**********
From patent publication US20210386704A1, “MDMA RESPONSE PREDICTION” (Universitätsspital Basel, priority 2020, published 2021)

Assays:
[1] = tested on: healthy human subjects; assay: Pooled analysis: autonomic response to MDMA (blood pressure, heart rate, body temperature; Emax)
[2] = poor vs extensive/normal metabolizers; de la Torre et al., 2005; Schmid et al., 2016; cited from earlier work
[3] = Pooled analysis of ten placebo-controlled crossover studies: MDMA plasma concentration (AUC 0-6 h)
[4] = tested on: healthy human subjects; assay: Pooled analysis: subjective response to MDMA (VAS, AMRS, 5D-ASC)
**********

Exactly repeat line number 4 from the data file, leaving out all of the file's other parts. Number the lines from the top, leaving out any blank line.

[2] = poor vs extensive/normal metabolizers; de la Torre et al., 2005; Schmid et al., 2016; cited from earlier work